How do atoms make compounds? Typically they join together in such a way that they lose their identities as elements and adopt a new identity as a compound. These joins are called chemical bonds. But how do atoms join together? Ultimately, it all comes down to electrons. Before we discuss how electrons interact, we need to introduce a tool to simply illustrate electrons in an atom.
- 11.1: Valence Electrons and the Periodic Table
- The chemical properties of elements is determined primarily by the number and distribution of valence electrons.
- 11.2: Representing Valence Electrons with Dots
- Lewis electron dot diagrams use dots to represent valence electrons around an atomic symbol.
- 11.3: Ionic Bonds
- The tendency to form species that have eight electrons in the valence shell is called the octet rule. One way of doing this is by gaining (for nonmetals) or losing (for metals) electrons to create ions which can be represented with Lewis electron dot diagrams. The attraction of oppositely charged ions caused by electron transfer is called an ionic bond.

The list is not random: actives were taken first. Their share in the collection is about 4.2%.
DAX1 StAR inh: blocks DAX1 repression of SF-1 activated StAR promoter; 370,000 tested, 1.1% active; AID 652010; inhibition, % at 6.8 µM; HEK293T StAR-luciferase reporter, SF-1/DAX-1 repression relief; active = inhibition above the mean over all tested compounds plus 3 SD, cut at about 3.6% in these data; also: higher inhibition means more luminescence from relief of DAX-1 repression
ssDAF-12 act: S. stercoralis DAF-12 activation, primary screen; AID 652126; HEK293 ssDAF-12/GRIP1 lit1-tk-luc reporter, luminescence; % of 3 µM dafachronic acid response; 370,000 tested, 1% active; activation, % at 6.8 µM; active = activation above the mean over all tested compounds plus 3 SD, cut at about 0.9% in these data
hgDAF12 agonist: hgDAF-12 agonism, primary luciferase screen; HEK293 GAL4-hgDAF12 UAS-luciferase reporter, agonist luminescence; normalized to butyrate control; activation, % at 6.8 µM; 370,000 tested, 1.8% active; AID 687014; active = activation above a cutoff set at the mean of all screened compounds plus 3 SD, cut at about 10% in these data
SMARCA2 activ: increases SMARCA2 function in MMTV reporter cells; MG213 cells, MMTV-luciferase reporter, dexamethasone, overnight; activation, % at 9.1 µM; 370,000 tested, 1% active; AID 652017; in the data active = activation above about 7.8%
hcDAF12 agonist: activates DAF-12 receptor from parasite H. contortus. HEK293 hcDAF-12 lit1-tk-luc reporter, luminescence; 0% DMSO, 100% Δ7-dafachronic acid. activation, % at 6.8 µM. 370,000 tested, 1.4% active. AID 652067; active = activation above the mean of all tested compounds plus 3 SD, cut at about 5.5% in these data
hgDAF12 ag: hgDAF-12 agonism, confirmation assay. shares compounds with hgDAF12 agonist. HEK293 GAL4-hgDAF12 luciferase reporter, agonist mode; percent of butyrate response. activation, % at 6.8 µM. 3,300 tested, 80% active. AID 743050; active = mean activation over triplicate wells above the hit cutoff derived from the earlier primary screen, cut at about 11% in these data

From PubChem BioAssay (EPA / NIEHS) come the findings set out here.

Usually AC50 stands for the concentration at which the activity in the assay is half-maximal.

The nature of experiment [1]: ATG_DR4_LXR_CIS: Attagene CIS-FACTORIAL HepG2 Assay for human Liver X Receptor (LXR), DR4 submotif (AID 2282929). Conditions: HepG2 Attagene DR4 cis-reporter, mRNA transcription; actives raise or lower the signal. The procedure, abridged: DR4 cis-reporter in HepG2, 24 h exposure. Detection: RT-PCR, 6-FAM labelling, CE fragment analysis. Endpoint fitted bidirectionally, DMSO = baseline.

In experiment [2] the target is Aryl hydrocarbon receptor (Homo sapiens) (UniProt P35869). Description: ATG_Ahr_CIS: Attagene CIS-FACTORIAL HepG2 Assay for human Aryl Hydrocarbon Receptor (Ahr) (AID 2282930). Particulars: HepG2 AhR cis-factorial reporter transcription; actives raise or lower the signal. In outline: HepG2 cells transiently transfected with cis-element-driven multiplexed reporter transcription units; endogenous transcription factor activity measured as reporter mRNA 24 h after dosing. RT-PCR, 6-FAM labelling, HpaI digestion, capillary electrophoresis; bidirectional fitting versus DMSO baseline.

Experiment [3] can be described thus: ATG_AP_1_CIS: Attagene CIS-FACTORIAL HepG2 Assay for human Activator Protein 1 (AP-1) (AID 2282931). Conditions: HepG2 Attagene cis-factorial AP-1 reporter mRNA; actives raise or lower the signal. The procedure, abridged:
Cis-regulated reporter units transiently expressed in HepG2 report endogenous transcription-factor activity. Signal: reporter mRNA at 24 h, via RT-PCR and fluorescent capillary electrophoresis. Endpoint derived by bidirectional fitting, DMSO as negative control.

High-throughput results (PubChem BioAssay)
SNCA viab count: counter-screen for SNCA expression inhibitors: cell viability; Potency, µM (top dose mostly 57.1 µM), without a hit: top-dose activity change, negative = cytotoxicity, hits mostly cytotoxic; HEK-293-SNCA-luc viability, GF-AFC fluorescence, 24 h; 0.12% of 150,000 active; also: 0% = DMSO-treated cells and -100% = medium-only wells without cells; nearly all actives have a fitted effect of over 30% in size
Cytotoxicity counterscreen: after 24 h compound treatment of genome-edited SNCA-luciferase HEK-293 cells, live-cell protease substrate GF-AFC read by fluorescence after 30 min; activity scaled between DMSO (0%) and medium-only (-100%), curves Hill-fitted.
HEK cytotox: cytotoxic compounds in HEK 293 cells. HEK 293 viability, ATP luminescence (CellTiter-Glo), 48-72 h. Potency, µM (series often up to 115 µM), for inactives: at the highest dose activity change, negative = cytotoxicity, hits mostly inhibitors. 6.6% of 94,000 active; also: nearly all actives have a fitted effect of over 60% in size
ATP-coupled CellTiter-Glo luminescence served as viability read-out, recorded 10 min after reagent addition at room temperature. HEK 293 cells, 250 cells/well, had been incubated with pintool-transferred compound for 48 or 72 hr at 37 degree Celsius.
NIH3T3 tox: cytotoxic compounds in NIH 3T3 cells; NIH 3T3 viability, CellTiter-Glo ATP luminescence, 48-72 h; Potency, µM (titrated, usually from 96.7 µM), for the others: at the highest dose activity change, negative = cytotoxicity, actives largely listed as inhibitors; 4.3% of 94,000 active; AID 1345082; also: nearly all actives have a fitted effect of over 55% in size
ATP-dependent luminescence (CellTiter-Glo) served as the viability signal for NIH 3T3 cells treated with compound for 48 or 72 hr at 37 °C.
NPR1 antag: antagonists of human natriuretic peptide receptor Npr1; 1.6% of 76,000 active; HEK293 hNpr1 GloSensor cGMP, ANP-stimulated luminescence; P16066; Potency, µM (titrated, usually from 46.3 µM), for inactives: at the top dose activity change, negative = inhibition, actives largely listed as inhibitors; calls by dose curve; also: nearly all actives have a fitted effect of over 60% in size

- 11.4: Covalent Bonds
- Covalent bonds are formed when atoms share electrons. Lewis electron dot diagrams can be drawn to illustrate covalent bond formation. In Lewis structures, we encounter bonding pairs, which are shared by two atoms, and lone pairs, which are not shared between atoms.
- 11.5: Multiple Covalent Bonds
- Covalent bonds are formed when atoms share electrons. Double bonds or triple bonds between atoms may be necessary to properly illustrate the bonding in some molecules.
- 11.6: Writing Lewis Structures for Molecular Compounds
- The Lewis structure of a molecule shows how the valence electrons are arranged among the atoms of the molecule. For more complex molecules, structures can be created by following four basic steps.
- 11.7: Predicting the Shapes of Molecules
- The approximate shape of a molecule can be predicted from the number of electron groups and the number of surrounding atoms.
Thumbnail Chapter 11: A covalent bond in a hydrogen molecule. (Jacek FH via Wikimedia Commons)